The algebra A is semisimple if its Jacobson radical J(A) is the zero ideal. The are several (equivalent) definitions of J(A), and your proof will depend on which definition you are using. I will take the definition that J(A) is the intersection of all the maximal left ideals of A.

Suppose that . Then is a nonzero positive element of A. A nonzero positive matrix has a positive eigenvalue. If has an eigenvalue then is not invertible and therefore belongs to some maximal left ideal L. If also then , contradicting the fact that L is supposed to be a proper ideal. Therefore and hence . Hence A is semisimple.

Each step of that argument needs to be carefully justified, and some of the steps may require a bit of thought. If you use a different definition of J(A) then the argument will need to be amended, but I think you will find that all the essential ideas are there.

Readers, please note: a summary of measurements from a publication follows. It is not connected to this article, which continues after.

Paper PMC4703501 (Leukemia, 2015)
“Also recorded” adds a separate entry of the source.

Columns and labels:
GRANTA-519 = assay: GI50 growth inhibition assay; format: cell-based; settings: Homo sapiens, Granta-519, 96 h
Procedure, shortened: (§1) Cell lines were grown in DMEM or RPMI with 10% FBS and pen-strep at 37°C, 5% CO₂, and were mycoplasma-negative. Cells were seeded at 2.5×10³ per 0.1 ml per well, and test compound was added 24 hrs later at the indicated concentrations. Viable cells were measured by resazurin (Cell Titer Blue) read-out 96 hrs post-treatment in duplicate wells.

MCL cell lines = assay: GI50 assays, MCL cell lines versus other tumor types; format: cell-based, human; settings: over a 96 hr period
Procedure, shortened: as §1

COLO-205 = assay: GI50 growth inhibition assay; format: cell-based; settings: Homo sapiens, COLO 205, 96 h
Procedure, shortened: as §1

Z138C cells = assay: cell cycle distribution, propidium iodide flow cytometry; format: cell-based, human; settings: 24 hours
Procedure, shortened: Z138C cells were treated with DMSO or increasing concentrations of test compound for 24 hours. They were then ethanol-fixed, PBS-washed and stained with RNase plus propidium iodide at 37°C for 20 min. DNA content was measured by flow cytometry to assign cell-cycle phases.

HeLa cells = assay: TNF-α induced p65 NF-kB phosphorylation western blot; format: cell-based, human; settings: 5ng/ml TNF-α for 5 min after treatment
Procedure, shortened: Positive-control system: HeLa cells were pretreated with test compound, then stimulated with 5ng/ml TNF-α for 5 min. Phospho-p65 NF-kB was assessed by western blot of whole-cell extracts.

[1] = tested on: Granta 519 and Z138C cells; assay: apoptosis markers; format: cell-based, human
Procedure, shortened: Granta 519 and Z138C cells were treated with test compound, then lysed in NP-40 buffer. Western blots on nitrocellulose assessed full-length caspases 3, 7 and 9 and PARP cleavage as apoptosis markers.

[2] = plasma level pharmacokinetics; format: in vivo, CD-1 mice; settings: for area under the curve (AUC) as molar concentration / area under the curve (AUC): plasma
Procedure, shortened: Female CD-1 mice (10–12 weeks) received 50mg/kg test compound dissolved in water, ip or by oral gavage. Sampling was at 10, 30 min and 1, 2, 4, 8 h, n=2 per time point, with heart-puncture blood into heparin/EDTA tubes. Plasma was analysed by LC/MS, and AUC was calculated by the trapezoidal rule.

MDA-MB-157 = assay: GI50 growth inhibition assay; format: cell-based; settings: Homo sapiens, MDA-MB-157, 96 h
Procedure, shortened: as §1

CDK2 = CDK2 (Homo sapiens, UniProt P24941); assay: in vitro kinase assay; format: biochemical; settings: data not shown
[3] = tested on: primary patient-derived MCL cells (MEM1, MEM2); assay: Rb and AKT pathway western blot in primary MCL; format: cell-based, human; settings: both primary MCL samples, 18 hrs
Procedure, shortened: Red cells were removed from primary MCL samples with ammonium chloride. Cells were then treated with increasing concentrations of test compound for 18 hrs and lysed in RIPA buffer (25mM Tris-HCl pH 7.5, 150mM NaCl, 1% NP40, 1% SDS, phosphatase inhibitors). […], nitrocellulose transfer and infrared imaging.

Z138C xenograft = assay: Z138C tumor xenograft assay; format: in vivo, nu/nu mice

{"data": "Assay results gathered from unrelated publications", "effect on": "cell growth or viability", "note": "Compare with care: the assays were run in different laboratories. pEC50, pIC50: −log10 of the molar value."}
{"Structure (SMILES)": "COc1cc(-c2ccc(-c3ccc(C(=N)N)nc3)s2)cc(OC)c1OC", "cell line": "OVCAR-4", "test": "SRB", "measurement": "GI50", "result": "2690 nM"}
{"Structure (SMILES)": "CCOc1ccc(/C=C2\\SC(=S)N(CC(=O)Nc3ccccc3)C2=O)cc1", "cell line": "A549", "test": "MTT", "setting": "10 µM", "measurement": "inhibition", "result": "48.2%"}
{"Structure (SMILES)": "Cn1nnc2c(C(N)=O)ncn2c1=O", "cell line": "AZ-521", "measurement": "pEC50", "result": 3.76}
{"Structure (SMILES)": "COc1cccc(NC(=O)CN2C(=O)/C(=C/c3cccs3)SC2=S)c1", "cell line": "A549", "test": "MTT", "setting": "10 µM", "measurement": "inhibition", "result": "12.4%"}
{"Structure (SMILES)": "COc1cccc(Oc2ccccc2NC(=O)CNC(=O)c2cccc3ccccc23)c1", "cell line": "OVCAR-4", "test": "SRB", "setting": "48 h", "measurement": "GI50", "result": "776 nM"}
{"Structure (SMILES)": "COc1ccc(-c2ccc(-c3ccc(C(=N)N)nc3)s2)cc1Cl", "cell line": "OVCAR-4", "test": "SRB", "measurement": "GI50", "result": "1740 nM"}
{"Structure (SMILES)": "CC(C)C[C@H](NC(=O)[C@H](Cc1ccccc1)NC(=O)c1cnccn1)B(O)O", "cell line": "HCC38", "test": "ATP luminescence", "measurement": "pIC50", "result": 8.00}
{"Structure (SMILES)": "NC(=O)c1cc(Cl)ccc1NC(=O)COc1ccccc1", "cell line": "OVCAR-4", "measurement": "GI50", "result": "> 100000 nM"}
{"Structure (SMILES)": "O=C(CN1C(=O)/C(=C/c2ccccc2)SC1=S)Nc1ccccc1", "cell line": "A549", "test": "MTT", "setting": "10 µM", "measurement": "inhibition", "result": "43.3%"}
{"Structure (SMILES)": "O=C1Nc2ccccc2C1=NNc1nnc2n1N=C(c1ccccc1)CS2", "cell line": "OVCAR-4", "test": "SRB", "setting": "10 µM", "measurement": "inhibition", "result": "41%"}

Three other important examples of semisimple Banach algebras are (1) the (commutative) algebra of all bounded analytic functions on the open unit disk, with the supremum norm, (2) the algebra of all bounded operators on any Banach space, with the operator norm, (3) the algebra of all absolutely summable complex-valued functions on a group, with convolution as multiplication, and the -norm.